Dan Hart is Managing Editor for Publications at Family Research Council. This article appeared in The Stream on August 13, 2017.
Recently, a professor at the University of Chicago wrote that intentionally killing babies after birth who are “severely deformed or doomed” should be permitted.
A few weeks later, the Center for Medical Progress released a video showing a Planned Parenthood vice president discussing ways that abortionists can dodge laws restricting partial-birth abortion and do them anyway.
Why do so many people prefer death over life? Those who support euthanasia and abortion often claim simple compassion. They feel for the mother in an unplanned pregnancy who “needs the choice to not have the child,” or the terminally ill patient who “needs the choice to end his suffering on his terms.”
Compassion? Or Fear?
I’d suggest another motive: fear. We tend to fear the unknown. We fear what we expect will be hard and painful, what we know will cause us to suffer. We fear getting married, having a baby, or having to tend to the daily needs of an elderly parent. All these disrupt our comfortable habits of life. We impose these fears on others, and call it compassion.
We have a capacity for love, built in to our hearts by our Creator.
I get this. I constantly fear what is hard. We all do, whether we admit it or not.
My wife and I have a seven-month-old baby boy. Since his birth, I often wonder, “Can I really love this child enough so that he develops into a good, loving person?”
What I’ve found, though, is that my heart stretches on its own. When I’m with my son, or even when I’m just thinking of him, I often feel surges of love for him. This in turn makes me want to do all I can to will the good for him.
Why does this happen? Surely part of it is God-given instinct. But when God blesses us with a child, and we do what we ought, God gives us the graces we need to love that child. We have a capacity for love, built in to our hearts by our Creator. When we cultivate it, God stretches it beyond what it would have been if we had acted in fear rather than faith.
Chris Gard and Connie Yates, the parents of Charlie Gard, are a beautiful recent example of this.
When their son Charlie was born, they had no idea that he was terminally ill. All they knew was that Charlie was their baby boy, and they loved him. Once they learned about Charlie’s condition, Chris and Connie fought for his life with everything they had.
They seemed to know instinctually that that’s what love demanded. Before Charlie’s birth, Chris and Connie may have had no sense of the lengths to which their love for their son would take them. They endured multiple court challenges and appeals over the course of six months. They fought the rules and regulations that kept them from doing what was best for the health and well-being of their son.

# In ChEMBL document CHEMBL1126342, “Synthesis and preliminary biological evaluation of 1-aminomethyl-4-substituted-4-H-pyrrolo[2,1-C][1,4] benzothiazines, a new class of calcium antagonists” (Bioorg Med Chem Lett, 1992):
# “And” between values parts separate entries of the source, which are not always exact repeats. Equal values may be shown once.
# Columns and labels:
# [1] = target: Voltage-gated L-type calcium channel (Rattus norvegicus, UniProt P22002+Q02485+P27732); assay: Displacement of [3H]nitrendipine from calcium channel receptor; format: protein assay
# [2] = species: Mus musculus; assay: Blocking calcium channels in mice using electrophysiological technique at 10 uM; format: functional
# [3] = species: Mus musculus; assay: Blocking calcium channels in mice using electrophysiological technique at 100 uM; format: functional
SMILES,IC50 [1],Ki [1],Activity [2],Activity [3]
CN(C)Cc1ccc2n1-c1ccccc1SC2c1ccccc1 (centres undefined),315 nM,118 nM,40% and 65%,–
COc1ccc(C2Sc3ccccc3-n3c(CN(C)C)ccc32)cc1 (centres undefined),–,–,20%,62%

There’s no need to fear the unknown. If we give love a chance, our hearts will stretch.
This capacity for love may surprise the very people who find themselves in the hardest trials. It shines through in testimonies of women who have given birth to unplanned babies. They may call it “accidental happiness.”
Short Circuiting Love
Part of what makes our culture of death so tragic is that it short-circuits our natural capacity for love, which may be the most natural human instinct there is. It deprives us of the greatest adventure the human heart can experience. It starts as an act of sacrificing one’s self for the good of another — only to discover that in sacrificing ourselves, we become more than we were.
Yes, it takes a scary leap of faith to accept the unknown. But God gives us the graces of love, if we’re open to them.
Fear convinces university professors that killing “severely deformed” babies is good, since persevering would be “too much to take” for the parents and the baby. Fear convinces the abortionist that he can skirt laws and abort unplanned babies so that the women who don’t want them will be “more comfortable.” We fear the unknown, because we know it will involve painful sacrifice. But when we are honest with ourselves, we also know that the greatest joys are found when we sacrifice our own comfort for the good of others.
It’s amazing what human beings can do if we just give ourselves a chance — a chance to blaze new trails, to embark on new adventures without knowing precisely where they will lead. There’s no need to fear the unknown. If we give love a chance, our hearts will stretch.